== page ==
He makes a powerful point with regard to some elements of what has passed for critique to date. There is a widespread sense among (usually self declared) 'critical scholars' in the social sciences that not only is critique good but that it is the only valid occupation for a true scholar. All other forms of scholarship are seen as being somehow repressive. This is taken to an extreme by deconstructionists who insist that anyone enforcing their interpretation on anything is committing 'symbolic violence' or somesuch. To this extent, critique is a self-marginalising discourse. By this I mean that 'critical' thinkers are bound to ONLY criticise and they can only define themselves in opposition to a fabled 'uncritical' or 'essentialising' Other. For this reason they can never possibly succeed, which is a canny move as it means they never have to stop publishing and we never have to stop reading their work!

Latour makes mincemeat of these cliches but he goes too far. In fact I would say that he himself is too critical of critique - he ends up mirroring the very people he seeks to destroy. He has not one good word to say about critique and has no interest in asking what of it should be saved.

It's disappointing because Latour is at his very best when he takes something he disagrees with, takes it apart, translates it into his terms, puts it back together in the context of his overall system and makes you wonder how you ever thought otherwise. That is the way to proceed with the somewhat sullied word 'critique,' I feel. informs me that 'critique' comes from the Greek kritikos "able to make judgments," from krinein "to separate, decide". The word thus carries connotations of separation and deciding; separation and judgement. Might we say that critique consists in separation and judgment? Judgement by separation? Separation by judgement? Aren't we all critically minded? If we weren't able to separate and to judge we wouldn't be able to get very far in life. If we accept something along these lines then there can be no more pure, exceptional form of critique only known by a chosen few (notice how in this way critique production has mirrored truth production). If this is so then we have to distinguish between different forms of critique and separate the good from the bad (itself a critical act, as I would describe it). This would require no foundation (contra Habermas), it would proceed by a process of critical deambulation, if you like. This would be a better definition (if a broad one) because we wouldn't have 'critical' thinkers opposed to 'uncritical' thinkers and the self-perpetuating dance this necessarily creates.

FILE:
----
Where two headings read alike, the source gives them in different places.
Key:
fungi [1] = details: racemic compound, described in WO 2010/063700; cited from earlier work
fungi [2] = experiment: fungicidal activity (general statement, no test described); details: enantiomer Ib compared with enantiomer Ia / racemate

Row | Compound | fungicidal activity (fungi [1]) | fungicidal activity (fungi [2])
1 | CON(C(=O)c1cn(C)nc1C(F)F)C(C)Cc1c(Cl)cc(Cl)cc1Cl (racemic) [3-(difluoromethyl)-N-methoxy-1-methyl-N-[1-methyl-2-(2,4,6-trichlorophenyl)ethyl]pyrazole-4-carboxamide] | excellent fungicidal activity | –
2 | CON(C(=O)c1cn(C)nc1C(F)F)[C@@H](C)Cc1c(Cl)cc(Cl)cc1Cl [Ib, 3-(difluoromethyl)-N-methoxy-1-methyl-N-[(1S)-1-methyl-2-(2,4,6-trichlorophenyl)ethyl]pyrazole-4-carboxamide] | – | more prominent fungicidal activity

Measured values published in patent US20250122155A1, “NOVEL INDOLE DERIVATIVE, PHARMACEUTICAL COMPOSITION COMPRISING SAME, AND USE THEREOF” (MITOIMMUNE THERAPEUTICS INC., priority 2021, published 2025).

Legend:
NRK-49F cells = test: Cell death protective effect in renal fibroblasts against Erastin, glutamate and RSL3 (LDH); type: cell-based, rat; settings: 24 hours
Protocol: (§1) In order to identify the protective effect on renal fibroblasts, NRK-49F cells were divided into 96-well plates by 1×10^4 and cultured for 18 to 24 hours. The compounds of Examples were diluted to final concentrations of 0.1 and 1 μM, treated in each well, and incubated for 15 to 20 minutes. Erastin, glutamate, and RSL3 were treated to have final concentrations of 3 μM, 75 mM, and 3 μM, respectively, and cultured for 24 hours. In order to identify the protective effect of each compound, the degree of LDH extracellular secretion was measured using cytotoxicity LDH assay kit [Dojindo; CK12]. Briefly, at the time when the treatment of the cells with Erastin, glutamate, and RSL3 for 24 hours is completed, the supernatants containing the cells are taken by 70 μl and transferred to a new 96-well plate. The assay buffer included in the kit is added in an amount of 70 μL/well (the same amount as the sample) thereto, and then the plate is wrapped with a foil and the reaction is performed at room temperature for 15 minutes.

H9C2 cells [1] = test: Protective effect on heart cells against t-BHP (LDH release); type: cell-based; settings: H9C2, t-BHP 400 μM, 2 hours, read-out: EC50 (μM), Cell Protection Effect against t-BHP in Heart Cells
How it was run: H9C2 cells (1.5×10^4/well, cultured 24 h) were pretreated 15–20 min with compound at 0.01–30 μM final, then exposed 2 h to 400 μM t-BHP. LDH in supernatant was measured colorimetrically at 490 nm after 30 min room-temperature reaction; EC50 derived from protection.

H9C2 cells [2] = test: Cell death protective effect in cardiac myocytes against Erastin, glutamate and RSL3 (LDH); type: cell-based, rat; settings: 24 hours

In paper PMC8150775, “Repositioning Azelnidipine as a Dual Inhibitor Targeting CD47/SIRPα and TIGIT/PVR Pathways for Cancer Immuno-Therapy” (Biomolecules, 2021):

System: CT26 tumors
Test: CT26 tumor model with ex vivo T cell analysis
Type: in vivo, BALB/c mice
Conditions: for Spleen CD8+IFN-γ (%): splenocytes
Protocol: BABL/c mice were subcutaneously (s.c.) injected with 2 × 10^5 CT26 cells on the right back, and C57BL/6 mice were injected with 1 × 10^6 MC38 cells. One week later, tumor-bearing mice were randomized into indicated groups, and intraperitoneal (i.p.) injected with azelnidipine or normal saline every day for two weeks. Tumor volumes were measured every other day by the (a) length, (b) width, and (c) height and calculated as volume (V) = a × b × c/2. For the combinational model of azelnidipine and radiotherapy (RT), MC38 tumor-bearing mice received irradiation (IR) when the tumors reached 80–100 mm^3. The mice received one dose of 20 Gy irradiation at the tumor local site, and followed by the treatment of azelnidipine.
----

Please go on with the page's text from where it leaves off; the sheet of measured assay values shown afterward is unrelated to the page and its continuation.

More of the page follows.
(Also this is more or less what a music or movie critic does - breaks cultural objects down, analyses the pieces, relates them historically and contextually and judges them (or at least that is the ideal).)

Moreover, this definition wouldn't allow for the assumption that everyone is engaged in a competition to be more critical than everyone else. This is really what critique as a self-marginalising discourse must do - its a perpetual arms race, a race to the bottom that isn't there. No matter how critical you are I must always try to be more critical because that is all there is to do. If we try to do anything else we're committing 'violence' and so must surely commit hara-kari forthwith. As with all practices premised on fundamental bifurcations of reality, it just can't work.